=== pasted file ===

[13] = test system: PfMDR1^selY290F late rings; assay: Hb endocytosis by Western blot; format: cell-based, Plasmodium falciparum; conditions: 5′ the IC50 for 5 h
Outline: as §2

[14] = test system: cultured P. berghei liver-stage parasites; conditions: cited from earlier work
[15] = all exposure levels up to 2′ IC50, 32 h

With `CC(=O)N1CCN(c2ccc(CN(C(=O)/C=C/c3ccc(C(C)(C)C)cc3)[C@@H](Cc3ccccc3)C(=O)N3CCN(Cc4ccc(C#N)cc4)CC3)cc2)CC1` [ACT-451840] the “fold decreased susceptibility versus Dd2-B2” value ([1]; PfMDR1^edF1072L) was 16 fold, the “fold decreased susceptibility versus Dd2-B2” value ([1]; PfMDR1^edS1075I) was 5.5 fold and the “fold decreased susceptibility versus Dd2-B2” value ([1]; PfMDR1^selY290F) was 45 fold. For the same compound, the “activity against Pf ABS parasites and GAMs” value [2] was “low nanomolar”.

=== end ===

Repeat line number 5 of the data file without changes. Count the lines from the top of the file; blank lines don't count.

With `CC(=O)N1CCN(c2ccc(CN(C(=O)/C=C/c3ccc(C(C)(C)C)cc3)[C@@H](Cc3ccccc3)C(=O)N3CCN(Cc4ccc(C#N)cc4)CC3)cc2)CC1` [ACT-451840] the “fold decreased susceptibility versus Dd2-B2” value ([1]; PfMDR1^edF1072L) was 16 fold, the “fold decreased susceptibility versus Dd2-B2” value ([1]; PfMDR1^edS1075I) was 5.5 fold and the “fold decreased susceptibility versus Dd2-B2” value ([1]; PfMDR1^selY290F) was 45 fold. For the same compound, the “activity against Pf ABS parasites and GAMs” value [2] was “low nanomolar”.